As banks debate which features to add or omit from their banking apps and websites, BB&T is taking a unique approach: let customers decide.
The appropriately named U platform — which was built in-house and rolled out in late September by the Winston-Salem, N.C., bank — lets customers set color schemes, profile pictures and which features they can access after logging in.
There are 13 different "tiles" customers can add to their digital banking dashboard. For instance, users could add a "My Receipts" tile to see sales slips they have photographed with their phones. There are also tiles for credit card rewards, a mortgage rate tracker, a tip advisor, budget tools, spending by category, "Pay & Transfer Favorites" and others.
"U is where we think online banking is going," said Ricky Brown, president of community banking for BB&T, who was a leading proponent of the project. "I see my information the way I want to see it. At the end of day, we thought this was really good for customers."
Many banks let consumers set their own mobile alerts or change their preferred language to Spanish. But customers have rarely been given the level of control of the banking experience that BB&T has granted. The vast majority of financial institutions, after all, rely on the same vendors, and the application programming interfaces that would facilitate customization are still uncommon.
There are exceptions.
Garanti Bank in Turkey, for instance, has let customers select which features appear in their mobile banking apps since 2013. Credit Agricole in France launched an app store of sorts for customers. Wells Fargo's ATM screens display tiles of data that reflect the most common transactions– a personalization feature slated for its mobile banking app next year. And most recently, Alfa Bank in Russia has been testing an app that displays information it thinks each customer needs to know (think upcoming bills) in a newsfeed format. USAA has also been working on personalization.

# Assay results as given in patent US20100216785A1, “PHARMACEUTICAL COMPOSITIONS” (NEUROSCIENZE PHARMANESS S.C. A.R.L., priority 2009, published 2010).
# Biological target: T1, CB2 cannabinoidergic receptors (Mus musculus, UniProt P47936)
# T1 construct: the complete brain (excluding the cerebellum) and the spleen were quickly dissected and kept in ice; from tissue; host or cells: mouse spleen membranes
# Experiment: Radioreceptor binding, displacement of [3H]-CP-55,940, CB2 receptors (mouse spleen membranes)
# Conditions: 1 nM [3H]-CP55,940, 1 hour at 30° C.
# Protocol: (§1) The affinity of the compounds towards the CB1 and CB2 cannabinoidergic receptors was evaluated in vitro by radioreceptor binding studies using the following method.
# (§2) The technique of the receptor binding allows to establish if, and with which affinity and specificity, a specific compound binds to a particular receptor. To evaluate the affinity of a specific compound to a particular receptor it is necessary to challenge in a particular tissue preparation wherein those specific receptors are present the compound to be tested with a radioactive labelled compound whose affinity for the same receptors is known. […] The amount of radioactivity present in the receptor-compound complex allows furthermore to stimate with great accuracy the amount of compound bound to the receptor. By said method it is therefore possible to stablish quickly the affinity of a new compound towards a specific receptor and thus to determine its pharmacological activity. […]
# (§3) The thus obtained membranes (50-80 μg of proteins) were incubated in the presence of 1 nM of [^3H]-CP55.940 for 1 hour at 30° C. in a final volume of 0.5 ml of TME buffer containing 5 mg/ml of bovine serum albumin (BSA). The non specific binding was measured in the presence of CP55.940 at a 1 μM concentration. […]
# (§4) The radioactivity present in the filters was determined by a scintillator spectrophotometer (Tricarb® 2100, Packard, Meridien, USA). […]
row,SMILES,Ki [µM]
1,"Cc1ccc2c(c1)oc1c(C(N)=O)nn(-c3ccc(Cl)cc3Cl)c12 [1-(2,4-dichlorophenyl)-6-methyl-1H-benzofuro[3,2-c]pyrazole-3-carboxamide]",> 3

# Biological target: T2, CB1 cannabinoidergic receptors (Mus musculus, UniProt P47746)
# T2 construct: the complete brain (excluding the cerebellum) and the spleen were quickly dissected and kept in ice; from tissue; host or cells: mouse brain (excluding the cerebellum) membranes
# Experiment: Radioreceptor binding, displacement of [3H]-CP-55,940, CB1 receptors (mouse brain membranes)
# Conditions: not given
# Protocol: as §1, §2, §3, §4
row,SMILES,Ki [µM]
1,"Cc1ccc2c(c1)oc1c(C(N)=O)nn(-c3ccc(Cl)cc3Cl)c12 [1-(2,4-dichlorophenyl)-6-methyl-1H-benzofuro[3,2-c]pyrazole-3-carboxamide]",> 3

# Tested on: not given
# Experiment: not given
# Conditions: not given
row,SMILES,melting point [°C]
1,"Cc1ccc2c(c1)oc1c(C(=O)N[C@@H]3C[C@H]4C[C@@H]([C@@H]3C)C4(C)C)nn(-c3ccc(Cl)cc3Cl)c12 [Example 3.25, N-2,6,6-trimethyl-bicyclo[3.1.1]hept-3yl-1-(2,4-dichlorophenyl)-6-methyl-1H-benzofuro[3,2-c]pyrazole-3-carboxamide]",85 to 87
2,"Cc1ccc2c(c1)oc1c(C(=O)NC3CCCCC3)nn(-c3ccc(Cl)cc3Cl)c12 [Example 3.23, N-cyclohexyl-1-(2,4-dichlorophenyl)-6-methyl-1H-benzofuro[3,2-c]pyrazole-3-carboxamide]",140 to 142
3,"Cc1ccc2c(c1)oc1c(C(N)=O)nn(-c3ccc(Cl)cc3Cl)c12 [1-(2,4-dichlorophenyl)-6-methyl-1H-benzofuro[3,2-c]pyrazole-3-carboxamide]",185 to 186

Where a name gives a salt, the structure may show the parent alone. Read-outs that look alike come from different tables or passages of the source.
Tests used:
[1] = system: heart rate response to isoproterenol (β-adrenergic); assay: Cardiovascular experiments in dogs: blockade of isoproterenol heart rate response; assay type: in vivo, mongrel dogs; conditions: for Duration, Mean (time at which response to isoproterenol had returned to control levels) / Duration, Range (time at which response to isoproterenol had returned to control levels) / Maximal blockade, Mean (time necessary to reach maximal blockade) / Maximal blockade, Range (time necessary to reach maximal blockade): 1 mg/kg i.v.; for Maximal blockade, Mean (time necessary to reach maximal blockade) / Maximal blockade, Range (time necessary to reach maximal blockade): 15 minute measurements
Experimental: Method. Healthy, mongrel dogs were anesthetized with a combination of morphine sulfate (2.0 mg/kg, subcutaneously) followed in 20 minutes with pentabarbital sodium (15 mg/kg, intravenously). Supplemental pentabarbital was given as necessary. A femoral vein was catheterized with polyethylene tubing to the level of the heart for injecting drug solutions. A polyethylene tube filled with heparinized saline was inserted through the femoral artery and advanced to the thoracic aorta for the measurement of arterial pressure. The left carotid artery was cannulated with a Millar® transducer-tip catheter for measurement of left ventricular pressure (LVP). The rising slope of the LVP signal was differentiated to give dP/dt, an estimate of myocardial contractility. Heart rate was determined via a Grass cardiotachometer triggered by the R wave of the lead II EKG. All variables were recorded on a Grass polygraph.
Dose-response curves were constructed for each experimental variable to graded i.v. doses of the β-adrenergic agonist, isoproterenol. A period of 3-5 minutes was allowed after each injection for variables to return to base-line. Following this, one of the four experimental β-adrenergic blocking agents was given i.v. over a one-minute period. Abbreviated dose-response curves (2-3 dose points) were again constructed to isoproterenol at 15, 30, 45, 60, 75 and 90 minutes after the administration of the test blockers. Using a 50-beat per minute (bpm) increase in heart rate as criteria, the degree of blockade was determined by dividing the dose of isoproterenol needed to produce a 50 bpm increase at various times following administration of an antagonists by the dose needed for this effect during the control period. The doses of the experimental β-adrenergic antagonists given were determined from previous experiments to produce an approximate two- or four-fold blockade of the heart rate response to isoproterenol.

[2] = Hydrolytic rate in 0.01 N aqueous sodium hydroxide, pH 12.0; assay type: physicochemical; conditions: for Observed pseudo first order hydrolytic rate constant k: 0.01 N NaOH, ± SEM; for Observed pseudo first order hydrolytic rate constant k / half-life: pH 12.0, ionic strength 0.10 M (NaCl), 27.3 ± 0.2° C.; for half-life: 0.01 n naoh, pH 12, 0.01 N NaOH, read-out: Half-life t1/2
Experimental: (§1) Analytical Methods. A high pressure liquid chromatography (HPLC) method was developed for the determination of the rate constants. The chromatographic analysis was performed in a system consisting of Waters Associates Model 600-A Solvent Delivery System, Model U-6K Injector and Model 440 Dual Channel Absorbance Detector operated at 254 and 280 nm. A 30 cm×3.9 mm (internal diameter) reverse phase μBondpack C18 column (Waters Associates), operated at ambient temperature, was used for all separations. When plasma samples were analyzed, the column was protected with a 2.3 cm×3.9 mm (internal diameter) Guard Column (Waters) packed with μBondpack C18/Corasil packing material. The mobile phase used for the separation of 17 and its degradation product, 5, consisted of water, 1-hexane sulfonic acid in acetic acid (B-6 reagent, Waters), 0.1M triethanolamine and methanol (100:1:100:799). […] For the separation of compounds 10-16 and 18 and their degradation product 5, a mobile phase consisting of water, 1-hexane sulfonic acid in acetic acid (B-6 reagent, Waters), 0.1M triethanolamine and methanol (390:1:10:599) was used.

The slow but growing trend toward customization of digital banking is viewed as a smart strategy to avoid overwhelming customers of brands that often sell more than 50 products and services.
"People don't do every single thing," said Stessa Cohen, a research director at Gartner.
BB&T's offering is suited for the quick, personalized information sought by smartphone users, Cohen said.
Mark Schwanhausser, director of omnichannel financial services at Javelin Strategy & Research, says BB&T's update is an example of a notable bank demonstrating how mobile is influencing the design of its older sibling: online banking.
In the future, he imagines a digital banking world that extends the personalization concept into helping consumers who do not know exactly what they want. Digital banking could, for instance, guide individuals who live paycheck to paycheck to build a savings habit, the way LinkedIn reminds users to take actions on the professional networking site.
"Personalization has many fronts," Schwanhausser said.
Alfa Bank, for instance, is taking a different approach to customization. It is testing a mobile app that displays information in the order its algorithms determine will be most relevant to each customer.
Its new app, called Sense, was demonstrated at Finovate in September. It is an attempt to help consumers navigate quickly to what they are likely to need next rather than deal with the labyrinth of links and products that clutter mobile experiences.
"We are trying to solve one of the bank's problems," said Vladimir Urbanskiy, chief executive of Alfa-Lab, a unit of the Russian bank.
BB&T believes it is just at the beginning of its newer digital strategy even though the overhaul was already a big undertaking. Beyond customization, the bank has added account aggregation, the ability to view account balances without logging in, a tool for scheduling in-person appointments with bankers, and the ability to turn credit cards on and off.
Up next, financial education tools, credit scores, favorite stock tickers and weather forecasts are among the additions the bank expects to offer interested U users. And down the road, Brown wants branch and call center employees to be able to view the same things customers are seeing when providing them service.
"This is not the end," Brown said. "This is the beginning. The bank of the future may be in your pocket."